And, in fac, that's what Novick does with of all his art ventures, which range from cereal bars at the Denver County Fair to his movie JonBenet’s Tricycle, with other ventures along the way emphasizing his awesome collections.
But nothing is as awesome as Casa Bonita. As he mulls over the times he’s been there, he admits: “I think my estimate is fairly conservative. I go there almost every month.”
Recently he’s gone there with people from Meow Wolf, the Santa Fe-based arts extravaganza that’s opening a Denver outpost, and in November he hosted a special brunch there following the first Denver Immersive Summit. Casa Bonita is nothing if not immersive. “The immersive people, they’re looking at the details,” Novick says. “That’s a pretty fun thing, taking people looking at it as a creative, as a maker.”
The Casa Bonita crew appreciates their interest, too. “That’s the cool thing about Casa Bonita,” Novick says. “They’re very friendly to those being respectful of the place.”
And so they’re doing some special things for his special day. Novick is taking over the Magic Show Room, where entertainment will include a puppet show with an Andrew Novick puppet, as well as performances by Mentalist Magician: Miss Claire Voyant. He’s anticipating such a crowd that he won’t be able to offer his standard tours, “but I’m making a self-guided tour, with several customizations,” he says. “I’m basically hiding Easter eggs all over, [and] there will be some prizes and stuff.” He’ll also be selling merch, including pins, the resurrected cliff diver floaty pens and other classic collectibles.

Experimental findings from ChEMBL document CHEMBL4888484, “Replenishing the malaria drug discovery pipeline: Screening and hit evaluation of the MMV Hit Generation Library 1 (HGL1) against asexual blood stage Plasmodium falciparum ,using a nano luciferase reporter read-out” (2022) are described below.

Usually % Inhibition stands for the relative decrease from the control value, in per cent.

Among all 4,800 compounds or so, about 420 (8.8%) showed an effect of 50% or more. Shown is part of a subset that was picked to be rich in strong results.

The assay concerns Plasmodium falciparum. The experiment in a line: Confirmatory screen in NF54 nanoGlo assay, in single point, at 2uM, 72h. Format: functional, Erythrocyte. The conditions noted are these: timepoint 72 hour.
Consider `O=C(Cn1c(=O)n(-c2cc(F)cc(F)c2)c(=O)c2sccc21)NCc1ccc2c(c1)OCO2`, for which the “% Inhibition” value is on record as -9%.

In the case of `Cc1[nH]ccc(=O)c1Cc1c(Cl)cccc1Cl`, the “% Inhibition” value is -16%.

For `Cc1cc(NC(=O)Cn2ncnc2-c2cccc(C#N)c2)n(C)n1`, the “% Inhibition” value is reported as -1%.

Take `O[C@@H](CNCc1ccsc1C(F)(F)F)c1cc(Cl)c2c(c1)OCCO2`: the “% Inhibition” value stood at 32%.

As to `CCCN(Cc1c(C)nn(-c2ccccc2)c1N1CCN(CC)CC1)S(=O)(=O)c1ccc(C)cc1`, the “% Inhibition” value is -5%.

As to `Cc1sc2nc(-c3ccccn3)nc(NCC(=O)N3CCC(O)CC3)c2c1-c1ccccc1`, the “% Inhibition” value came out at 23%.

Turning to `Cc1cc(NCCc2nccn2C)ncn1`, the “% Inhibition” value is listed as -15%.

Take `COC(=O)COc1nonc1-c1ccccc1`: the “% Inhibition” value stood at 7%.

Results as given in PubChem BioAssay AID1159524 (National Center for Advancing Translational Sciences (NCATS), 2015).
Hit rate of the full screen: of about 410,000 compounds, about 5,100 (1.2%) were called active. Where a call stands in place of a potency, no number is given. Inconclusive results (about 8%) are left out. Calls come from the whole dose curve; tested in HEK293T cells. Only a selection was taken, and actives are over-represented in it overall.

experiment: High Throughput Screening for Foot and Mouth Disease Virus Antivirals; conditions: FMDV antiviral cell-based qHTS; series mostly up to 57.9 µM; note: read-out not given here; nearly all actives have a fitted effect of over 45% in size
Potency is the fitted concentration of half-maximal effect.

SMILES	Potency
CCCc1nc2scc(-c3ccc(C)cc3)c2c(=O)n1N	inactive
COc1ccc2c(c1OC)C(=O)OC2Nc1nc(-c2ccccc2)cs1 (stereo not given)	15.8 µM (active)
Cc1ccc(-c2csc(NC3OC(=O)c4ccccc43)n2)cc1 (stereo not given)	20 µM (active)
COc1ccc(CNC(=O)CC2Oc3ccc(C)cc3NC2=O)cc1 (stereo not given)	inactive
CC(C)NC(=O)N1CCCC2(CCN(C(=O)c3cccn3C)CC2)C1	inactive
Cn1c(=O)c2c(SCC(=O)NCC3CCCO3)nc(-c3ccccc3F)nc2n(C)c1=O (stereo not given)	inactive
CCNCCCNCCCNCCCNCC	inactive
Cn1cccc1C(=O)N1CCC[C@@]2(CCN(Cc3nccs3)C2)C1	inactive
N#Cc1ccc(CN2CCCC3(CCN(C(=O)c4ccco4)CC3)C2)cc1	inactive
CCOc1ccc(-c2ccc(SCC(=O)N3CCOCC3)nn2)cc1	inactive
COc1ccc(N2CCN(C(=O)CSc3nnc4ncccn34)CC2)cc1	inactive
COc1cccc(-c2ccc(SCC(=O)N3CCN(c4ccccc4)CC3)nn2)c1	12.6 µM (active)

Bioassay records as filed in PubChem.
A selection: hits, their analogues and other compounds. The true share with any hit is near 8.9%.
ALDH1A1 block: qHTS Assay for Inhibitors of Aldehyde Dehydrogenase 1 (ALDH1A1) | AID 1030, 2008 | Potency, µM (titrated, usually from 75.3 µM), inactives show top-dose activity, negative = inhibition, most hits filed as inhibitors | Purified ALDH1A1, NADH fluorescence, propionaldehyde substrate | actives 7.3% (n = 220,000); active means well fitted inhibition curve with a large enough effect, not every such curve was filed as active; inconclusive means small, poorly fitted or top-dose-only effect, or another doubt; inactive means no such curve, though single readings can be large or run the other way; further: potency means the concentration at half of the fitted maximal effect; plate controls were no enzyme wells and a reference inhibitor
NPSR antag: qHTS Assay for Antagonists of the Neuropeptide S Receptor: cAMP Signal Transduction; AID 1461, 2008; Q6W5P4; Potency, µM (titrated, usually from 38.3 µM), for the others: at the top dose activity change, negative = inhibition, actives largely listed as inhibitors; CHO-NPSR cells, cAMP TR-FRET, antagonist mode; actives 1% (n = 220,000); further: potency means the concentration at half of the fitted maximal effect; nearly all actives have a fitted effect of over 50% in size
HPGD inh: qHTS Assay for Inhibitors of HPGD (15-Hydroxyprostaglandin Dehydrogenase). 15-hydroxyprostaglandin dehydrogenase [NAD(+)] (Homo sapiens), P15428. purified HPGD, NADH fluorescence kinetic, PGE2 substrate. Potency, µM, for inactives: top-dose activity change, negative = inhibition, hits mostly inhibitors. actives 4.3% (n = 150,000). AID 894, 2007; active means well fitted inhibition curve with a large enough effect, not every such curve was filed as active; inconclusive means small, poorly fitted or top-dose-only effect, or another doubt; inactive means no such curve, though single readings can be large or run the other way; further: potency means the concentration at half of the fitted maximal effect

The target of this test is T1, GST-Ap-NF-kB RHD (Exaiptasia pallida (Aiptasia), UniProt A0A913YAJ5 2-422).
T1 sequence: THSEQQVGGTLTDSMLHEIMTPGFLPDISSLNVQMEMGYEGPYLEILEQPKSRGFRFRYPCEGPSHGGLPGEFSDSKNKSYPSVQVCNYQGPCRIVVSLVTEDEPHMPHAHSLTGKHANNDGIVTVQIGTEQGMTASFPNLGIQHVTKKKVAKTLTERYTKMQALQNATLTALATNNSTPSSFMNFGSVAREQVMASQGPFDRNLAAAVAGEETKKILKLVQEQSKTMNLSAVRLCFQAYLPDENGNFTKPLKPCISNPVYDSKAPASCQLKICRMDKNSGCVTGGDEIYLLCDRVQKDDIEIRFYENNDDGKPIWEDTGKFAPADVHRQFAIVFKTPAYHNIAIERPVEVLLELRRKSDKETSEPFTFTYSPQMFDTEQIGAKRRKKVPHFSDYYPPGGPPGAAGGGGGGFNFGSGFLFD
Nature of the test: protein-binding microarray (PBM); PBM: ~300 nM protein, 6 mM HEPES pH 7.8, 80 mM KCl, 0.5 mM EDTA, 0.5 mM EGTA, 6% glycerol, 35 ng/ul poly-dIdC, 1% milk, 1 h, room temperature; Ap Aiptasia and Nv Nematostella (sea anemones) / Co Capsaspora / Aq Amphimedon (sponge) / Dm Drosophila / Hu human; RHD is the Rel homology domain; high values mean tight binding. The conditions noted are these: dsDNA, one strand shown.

Whenever a group larger than 200 comes to Casa Bonita, the restaurant donates 20 percent of the take to charity. Novick’s already sold 200 tickets, is going for 300, and plans to make Food Bridge Marketplace, a food incubator on Navajo Street that just got its nonprofit status, the beneficiary.
Which raises the question of whether what Casa Bonita serves is actually food.
“I either get the chicken deluxe or the chile rellenos, deep-fried chile rellenos. For people who complain about the food, they’re actually great,” Novick says. “I get chile rellenos all over town, and I’d say they’re better than half of the deep-fried chile rellenos I get everywhere.The green chile is good, too.”
He also gives high points to the cheese enchiladas that come with anything ordered “deluxe,” the fajitas (“You really can’t mess up fajitas”), and the Chocolate Bandito, a cross between a slurpee and a chocolate shake, with “granular ice.”